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Wednesday, 23 March 2016

Batman V Superman: Dawn of Justice "squanders its cast and makes little sense"?

According to Robbie Collin and his review,"Batman V Superman: Dawn of Justice is the most incoherent blockbuster in years" - review in the Telegraph online:

"Marvel can rest easy. Zack Snyder's superhero spectacle is a meatheaded, humourless mess that squanders its cast and makes little sense"

Hmm. Oddly, a few people are saying the same thing. But let's see what Mr Collin has to write and although I have corrected the various titles noted I have left the review with all of its...I'd love to say "typoes" but it's just bad writing and I'm surprised an editor let this go out:

"Around two and a quarter hours into Batman V Superman: Dawn of Justice, even Batman (Ben Affleck) has no idea what’s going on. A giant horned creature has hatched from an amniotic sac and is swinging from a Metropolis skyscraper. A kryptonite spear is lying at the bottom of a flooded stairwell. Lex Luthor (Jesse Eisenberg) is playing with a kitchen timer. Wonder Woman (Gal Gadot) is flying to Gotham City, premium economy. Superman (Henry Cavill)…well, let’s say he's temporarily indisposed.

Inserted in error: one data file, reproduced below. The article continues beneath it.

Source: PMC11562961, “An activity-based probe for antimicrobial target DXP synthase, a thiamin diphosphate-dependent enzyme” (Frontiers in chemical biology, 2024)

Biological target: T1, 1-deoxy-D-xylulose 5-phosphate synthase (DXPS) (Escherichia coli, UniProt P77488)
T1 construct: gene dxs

“What’s happening, Alfred?” our hero barks at his faithful butler (Jeremy Irons) via the intercom on his Batwing fighter jet. There’s a brief pause, then Alfred’s voice comes crackling back, reedy and sardonic. “How best to describe it?”

"Under the circumstances, it’s a reasonable question. The best I can do is apocalyptic sneezing fit: largely because whenever you think it’s dying down, its nostrils start fluttering again.

"No major blockbuster in years has been this incoherently structured, this seemingly uninterested in telling a story with clarity and purpose. It grumbles along for what feels like forever, jinking from subplot to subplot, until two shatteringly expensive-looking fights happen back to back, and the whole thing crunches to a halt."

To me that sounds like a DC comics but let's not be all piss and vinegar about this.  Continue Mr Collin:

"That Wagnerian final brawl is exactly what you want in a film called Batman V Superman: Dawn of Justice – but it doesn’t come close to compensating for the blithering chaos that preceded it. The first hour in particular is so haphazardly assembled, I honestly wondered if a reel had gone missing from the projection booth.